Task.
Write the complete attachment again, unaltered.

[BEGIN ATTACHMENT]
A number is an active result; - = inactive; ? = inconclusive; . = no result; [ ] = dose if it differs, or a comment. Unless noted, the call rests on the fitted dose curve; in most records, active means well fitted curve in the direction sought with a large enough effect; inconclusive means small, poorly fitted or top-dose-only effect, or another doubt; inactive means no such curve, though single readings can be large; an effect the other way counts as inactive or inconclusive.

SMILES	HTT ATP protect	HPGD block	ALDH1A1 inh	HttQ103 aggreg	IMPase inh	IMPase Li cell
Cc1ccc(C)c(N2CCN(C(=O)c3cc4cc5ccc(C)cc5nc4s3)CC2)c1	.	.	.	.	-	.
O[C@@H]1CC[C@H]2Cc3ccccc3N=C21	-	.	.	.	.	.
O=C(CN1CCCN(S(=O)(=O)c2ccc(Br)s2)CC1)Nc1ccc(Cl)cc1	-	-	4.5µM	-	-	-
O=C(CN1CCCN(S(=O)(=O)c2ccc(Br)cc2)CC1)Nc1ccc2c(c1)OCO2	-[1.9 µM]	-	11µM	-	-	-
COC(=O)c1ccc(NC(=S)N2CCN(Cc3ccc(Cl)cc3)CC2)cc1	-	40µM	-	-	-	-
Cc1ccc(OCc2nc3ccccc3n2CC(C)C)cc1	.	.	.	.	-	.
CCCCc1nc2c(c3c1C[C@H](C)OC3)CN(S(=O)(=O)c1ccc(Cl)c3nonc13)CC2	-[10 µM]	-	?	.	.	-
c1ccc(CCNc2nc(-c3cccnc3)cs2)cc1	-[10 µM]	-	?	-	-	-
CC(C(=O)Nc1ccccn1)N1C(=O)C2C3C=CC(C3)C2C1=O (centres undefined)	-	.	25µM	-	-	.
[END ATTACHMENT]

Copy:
A number is an active result; - = inactive; ? = inconclusive; . = no result; [ ] = dose if it differs, or a comment. Unless noted, the call rests on the fitted dose curve; in most records, active means well fitted curve in the direction sought with a large enough effect; inconclusive means small, poorly fitted or top-dose-only effect, or another doubt; inactive means no such curve, though single readings can be large; an effect the other way counts as inactive or inconclusive.

SMILES	HTT ATP protect	HPGD block	ALDH1A1 inh	HttQ103 aggreg	IMPase inh	IMPase Li cell
Cc1ccc(C)c(N2CCN(C(=O)c3cc4cc5ccc(C)cc5nc4s3)CC2)c1	.	.	.	.	-	.
O[C@@H]1CC[C@H]2Cc3ccccc3N=C21	-	.	.	.	.	.
O=C(CN1CCCN(S(=O)(=O)c2ccc(Br)s2)CC1)Nc1ccc(Cl)cc1	-	-	4.5µM	-	-	-
O=C(CN1CCCN(S(=O)(=O)c2ccc(Br)cc2)CC1)Nc1ccc2c(c1)OCO2	-[1.9 µM]	-	11µM	-	-	-
COC(=O)c1ccc(NC(=S)N2CCN(Cc3ccc(Cl)cc3)CC2)cc1	-	40µM	-	-	-	-
Cc1ccc(OCc2nc3ccccc3n2CC(C)C)cc1	.	.	.	.	-	.
CCCCc1nc2c(c3c1C[C@H](C)OC3)CN(S(=O)(=O)c1ccc(Cl)c3nonc13)CC2	-[10 µM]	-	?	.	.	-
c1ccc(CCNc2nc(-c3cccnc3)cs2)cc1	-[10 µM]	-	?	-	-	-
CC(C(=O)Nc1ccccn1)N1C(=O)C2C3C=CC(C3)C2C1=O (centres undefined)	-	.	25µM	-	-	.